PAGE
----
Various Artists: @ Home: @ Sunrise / @ Home: @ Sunset

Christine Hsieh

Various Artists

@ Home: @ Sunrise@ Home: @ Sunset

Label: Moonshine
US Release Date: 2001-09-25

With enough chill-out compilations out there to fill a giant-sized bargain bin, it's going to take a really good album to impress me. As it stands, many on the market right now fall into two camps. Either they're too heavy on the whole "ambient" concept, rendering the entire mix a soporific exercise in synth and string combinations, or they're misguided to the point where a collection of otherwise nice songs jangles together into a big, hairy mess. The new @ Home series from Moonshine Music is a good start for the label, known more for their party-ready output than easy-on-the-ears fare. Though nowhere near perfect, @ Sunrise and @ Sunset succeed in creating a mood without falling headfirst into somnolent misery or over-wrought eclecticism.

Presumably, the idea behind a so-called "Sunrise" compilation is to recreate the serenity and magnificence of the dawn of a new day. @ Sunrise puts forth a noble effort, featuring some excellent songs from lesser-known artists as well as downbeat interpretations of club classics. Goldfrapp's quirky voice makes an appearance here with "Paperbag", a darkly sentimental, haunting tune which barely rises above a whisper. DJ Food also contribute an unusual track, lending their signature off-kilter instrumentation to an unusual orchestral arrangement. "The Crow" begins unassumingly before slowly morphing into a strange pastiche of sinister double bass, lilting clarinet, pitched strings, and scattered drumming.

Unfortunately, this is one comp that can't seem to make up its mind. Starting lethargically with the Chicane-aping "Greece 2000" by 3 Drives and moving into an out-of-date and somewhat boring Jam & Spoon ragga-based remix of Moby's old rave classic, "Go", the mix proceeds to delve briefly into leftfield. This is all well and good, but the songs shift abruptly and spoil any developing sense of atmosphere and mood. After this diversion of sorts, @ Sunrise returns to the dramatic synth washes and lush strings typical of most chill-out discs. Electric Skychurch's "Deus" boasts a voice straight from the Vienna Boys Choir, lending a weirdly religious slant to the song. And as much as I hate to bash Andy Weatherall, the offering under his Sabres of Paradise guise, "Smoke", stinks of cheesy '80s romantic comedy soundtrack fare.

Somewhat controversially, the folks at Moonshine (specifically Steve Levy and Christian Dwiggins, the label's head honchos who compiled and digitally mixed both @ Home discs) decided to include a couple of trance classics from, oh, the days when trance was actually really good. For those who have not had the privilege of experiencing BBE's "7 Days and One Week" and Energy 52's classic, "Café Del Mar", when they came out in all their emotional, uplifting, trance-tastic glory, the damped-down remixes on the album will be a treat. We're talking liberal use of rustling wind chimes, serene synth lines, and rolling bass lines. But for those who remember the energy and uncontrollable euphoria of the originals, listening to these remixes is nothing short of frustrating. Where's the incessant beat, the nervous tension of a double-time snare roll, and most importantly, the release? Nowhere to be found, of course, as this is an album to relax to, after all.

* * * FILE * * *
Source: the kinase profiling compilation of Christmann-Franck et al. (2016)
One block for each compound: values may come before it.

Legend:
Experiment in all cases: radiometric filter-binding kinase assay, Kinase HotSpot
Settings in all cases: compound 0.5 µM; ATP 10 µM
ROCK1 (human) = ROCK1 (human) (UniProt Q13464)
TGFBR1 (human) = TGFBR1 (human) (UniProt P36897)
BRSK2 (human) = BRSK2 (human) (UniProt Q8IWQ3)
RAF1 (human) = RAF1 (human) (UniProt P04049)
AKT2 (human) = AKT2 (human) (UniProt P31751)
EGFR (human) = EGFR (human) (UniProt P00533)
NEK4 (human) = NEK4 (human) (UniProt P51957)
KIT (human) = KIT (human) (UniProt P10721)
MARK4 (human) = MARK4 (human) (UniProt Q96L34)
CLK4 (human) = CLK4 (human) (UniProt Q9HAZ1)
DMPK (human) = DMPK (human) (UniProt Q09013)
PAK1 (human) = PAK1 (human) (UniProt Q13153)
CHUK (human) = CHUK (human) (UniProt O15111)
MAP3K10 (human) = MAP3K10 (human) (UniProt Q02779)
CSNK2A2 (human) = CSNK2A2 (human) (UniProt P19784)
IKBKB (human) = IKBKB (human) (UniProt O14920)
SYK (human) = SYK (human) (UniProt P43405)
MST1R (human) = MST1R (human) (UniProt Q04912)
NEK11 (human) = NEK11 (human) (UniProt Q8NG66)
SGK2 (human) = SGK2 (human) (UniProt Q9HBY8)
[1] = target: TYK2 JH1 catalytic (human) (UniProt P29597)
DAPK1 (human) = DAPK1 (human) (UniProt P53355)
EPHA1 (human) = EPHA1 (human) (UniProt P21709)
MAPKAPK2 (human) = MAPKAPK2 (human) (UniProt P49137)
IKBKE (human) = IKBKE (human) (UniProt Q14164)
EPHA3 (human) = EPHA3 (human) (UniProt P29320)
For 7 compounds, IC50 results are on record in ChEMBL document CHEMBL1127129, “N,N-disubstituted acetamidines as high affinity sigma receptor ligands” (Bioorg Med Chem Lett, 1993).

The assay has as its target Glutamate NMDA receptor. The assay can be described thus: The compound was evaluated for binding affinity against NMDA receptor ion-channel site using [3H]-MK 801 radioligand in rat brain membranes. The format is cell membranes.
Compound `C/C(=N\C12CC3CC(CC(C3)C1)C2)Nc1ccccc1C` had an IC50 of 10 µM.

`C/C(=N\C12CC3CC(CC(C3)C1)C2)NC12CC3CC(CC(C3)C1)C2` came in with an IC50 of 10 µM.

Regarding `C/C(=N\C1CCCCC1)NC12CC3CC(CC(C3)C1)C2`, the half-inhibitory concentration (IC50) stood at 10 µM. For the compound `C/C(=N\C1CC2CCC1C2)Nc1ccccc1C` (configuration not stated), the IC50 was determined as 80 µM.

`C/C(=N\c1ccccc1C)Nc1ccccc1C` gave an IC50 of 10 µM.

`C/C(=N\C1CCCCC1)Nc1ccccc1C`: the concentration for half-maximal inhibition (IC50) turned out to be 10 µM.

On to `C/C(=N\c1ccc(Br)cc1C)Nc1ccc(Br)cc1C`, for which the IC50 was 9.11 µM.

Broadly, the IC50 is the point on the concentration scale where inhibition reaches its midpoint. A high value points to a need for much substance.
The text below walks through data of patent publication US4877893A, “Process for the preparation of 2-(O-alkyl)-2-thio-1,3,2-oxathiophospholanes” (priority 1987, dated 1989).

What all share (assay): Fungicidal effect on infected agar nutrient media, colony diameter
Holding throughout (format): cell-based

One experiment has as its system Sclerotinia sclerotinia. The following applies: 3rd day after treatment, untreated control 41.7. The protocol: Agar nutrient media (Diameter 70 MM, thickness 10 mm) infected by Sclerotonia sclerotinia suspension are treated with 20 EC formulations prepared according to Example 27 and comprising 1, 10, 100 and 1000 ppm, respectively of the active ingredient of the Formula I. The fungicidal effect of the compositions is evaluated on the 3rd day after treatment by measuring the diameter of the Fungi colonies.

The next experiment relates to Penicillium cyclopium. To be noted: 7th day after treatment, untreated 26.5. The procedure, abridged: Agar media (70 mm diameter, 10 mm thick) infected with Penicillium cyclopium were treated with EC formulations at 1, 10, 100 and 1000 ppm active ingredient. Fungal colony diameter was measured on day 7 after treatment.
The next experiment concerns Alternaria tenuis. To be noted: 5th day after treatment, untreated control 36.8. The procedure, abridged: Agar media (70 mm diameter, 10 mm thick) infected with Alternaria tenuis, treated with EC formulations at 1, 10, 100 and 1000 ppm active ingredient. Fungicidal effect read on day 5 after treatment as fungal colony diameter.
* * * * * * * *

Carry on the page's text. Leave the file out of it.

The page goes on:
@ Sunset comes a bit closer to satisfying picky listeners, likely due to the common perception in clubbing circles of a sunset as preamble to a night full of partying. Thus, this mix has a broader spectrum of more upbeat songs, though they again seem to fall in a strange and discontinuous order. Alex Gopher's classic house tune, "The Child", shoulders up to a bizarre number by Wally Brill. Considering the song "A Loop in Time" is remixed here by Banco de Gaia, it comes as no real surprise that the end result is a cheesy world-music rendition complete with serious overtones and a bombastic opera sample. Weird transitions aside, there are some stellar tracks here. Excellent German outfit De-Phazz, featuring Pat Appleton, submit "The Mambo Craze", a wonderfully kitschy tune with a properly futuristic twist, and Goldfrapp makes another appearance with "Utopia".

There are a few eyebrow-raising numbers here, but the overall effect is a touch more inspiring than @ Sunrise. With stronger tracks overall, @ Sunset does justice to a properly blazing end to the day. Though neither groundbreaking nor absolute rubbish, the @ Home series does a good job of mixing up tracks from such admirable labels as Hooj Tunes, Mole Listening Pearls, and F Communications. A notable first step for Moonshine, @ Home will do a fine job of introducing those previously familiar only with harder sounds to the wide world of chilled tunes.

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The Best Country Music of 2017

still from Midland "Drinkin' Problem" video

There are many fine country musicians making music that is relevant and affecting in these troubled times. Here are ten of our favorites.

Year to year, country music as a genre sometimes seems to roll on without paying that much attention to what's going on in the world (with the exception of bro-country singers trying to adopt the latest hip-hop slang). That can feel like a problem in a year when 58 people are killed and 546 are injured by gun violence at a country-music concert – a public-relations issue for a genre that sees many of its stars outright celebrating the NRA. Then again, these days mainstream country stars don't seem to do all that well when they try to pivot quickly to comment on current events – take Keith Urban's muddled-at-best 2017 single "Female", as but one easy example.